Asket launches new standard, marking the end of "Made In" labels
London - As more retailers and brands become more transparent, the conventional "Made In"labeling system is no longer sufficient for consumers eager to know exactly where their clothing was made. Encouraged by global initiatives such as Fashion Revolution, slow-fashion brand Asket is launching a new standard, which discloses each step of their garment's journey - from the cotton seed up to the final piece in store.
The Stockholm-based menswear brand, known for its stance on sustainability and unconventional activities, is proposing a new industry standard for garment tracing. By breaking down each and every garment into its smallest components and tracing them back to their origin and then sharing this information on the garment itself, Asket is offering consumers what it calls "Full Traceability."
Asket offers consumers Full Traceability, so they can track its products from cotton seed to the finished garment
"Transparency in the supply chain and value chain is extremely important for several reasons," said co-founder August Bard Bringéus to FashionUnited. "On the one hand it sheds light the fact that an enormous amount of steps, carried out across all of the world, are involved in creating a garment. By giving the customer all the information, information that was formerly impossible to get, we're providing knowledge and empowering everyone to make an active choice."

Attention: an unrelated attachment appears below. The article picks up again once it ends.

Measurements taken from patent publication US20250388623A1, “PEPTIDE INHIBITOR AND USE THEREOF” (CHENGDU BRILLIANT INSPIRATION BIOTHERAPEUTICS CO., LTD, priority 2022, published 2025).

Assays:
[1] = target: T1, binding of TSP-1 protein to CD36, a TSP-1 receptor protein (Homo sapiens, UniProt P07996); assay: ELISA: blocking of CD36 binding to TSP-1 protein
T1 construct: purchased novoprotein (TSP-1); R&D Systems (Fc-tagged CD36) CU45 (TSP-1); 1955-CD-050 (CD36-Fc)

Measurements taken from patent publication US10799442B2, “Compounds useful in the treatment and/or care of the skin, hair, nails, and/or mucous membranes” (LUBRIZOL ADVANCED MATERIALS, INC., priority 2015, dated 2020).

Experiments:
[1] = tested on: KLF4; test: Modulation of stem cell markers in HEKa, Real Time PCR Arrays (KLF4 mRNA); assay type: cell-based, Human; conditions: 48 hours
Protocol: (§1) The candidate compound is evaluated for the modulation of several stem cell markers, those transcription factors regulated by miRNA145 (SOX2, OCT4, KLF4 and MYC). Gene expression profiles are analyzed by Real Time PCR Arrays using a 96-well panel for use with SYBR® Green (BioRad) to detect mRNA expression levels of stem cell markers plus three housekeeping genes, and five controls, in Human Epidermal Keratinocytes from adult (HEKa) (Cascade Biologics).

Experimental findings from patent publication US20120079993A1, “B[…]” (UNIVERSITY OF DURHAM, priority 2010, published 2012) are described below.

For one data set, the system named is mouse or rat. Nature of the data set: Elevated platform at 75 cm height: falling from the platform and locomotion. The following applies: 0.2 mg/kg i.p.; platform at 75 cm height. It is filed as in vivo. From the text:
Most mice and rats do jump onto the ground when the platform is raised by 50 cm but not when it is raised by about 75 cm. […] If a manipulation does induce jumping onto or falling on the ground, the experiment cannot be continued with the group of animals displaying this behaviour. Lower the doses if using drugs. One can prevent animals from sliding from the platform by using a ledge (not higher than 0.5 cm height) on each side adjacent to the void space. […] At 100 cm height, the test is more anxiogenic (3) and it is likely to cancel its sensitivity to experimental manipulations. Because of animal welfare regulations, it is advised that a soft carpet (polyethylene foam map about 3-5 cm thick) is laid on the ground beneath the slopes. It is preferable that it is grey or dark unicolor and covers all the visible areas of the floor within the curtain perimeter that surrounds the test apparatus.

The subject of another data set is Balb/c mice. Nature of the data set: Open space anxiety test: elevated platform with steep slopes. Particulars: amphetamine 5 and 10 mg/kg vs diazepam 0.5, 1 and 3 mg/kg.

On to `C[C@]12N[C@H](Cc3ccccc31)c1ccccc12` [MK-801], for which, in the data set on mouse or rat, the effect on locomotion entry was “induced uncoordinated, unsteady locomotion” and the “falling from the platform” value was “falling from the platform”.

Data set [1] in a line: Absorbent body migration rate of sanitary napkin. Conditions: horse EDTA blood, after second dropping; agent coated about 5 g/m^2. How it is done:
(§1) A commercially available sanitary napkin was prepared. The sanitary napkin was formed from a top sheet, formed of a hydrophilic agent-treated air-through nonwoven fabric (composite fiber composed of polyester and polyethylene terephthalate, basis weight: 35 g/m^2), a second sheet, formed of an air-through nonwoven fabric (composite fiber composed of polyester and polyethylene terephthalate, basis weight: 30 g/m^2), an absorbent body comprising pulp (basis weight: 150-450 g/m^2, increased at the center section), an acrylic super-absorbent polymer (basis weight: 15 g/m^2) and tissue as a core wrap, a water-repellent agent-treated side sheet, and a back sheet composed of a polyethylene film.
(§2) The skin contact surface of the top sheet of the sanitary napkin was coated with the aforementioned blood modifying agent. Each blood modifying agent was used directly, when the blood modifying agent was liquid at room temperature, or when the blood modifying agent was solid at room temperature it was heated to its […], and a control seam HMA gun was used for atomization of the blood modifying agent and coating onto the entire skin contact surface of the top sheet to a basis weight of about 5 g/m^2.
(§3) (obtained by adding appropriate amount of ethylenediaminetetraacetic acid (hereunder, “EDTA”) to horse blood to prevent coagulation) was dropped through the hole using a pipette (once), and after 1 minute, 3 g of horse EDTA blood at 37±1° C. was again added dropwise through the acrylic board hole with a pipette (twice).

"Most importantly, by highlighting and uncovering the true value chain of a garment, brands, factories and subcontractors can no longer hide behind the vagueness of the traditional "Made In" labels," added Bringéus. "As we open up the value chain, we're forcing the industry as a whole to consider the true cost of the garments we make and we're putting pressure on improving working conditions and the environmental impact of the garments we put out there."
Until up now, most retailers use 'Made In' labels, which provide little to no information on the actual origin and manufacturing conditions of the garments sold. But under "Full Traceability", consumers are able to trace every Asket garment all the way through the supply chain to the end product in store. The Oxford shirt from Asket is the first garment to offer full traceability, and the label is set to expand this to the rest of its 16 piece permanent collection. Consumers are able to follow the progress of each individual garment online at asket.com
"Technically garments are always 'Made In' one single country," pointed out Bringéus. "Practically that’s never the full story. So we’re replacing the conventional ‘Made In” labels in our garments with an entirely new label, putting the full answer to the question #WhoMadeMyClothes right where it needs to be - in our garments." Asket aims for its new system to become an industry standard and for consumers to expect this level of transparency from any brand.
"We’ve been unconventionally transparent from the start, but it’s only now that we’re really asking all the questions. By the end of the year, we want every garment to be 100 percent traceable," he concluded. "Our hope is to inspire more brands to follow. Setting a higher standard for transparency forces us to consider the true cost of the garments we make and buy."
Asket new, industry standard comes as more retailers and brands work to become more transparent ahead of the five year anniversary of the deadliest accident in the garment industry's history, Rana Plaza.
Photos: Courtesy of Asket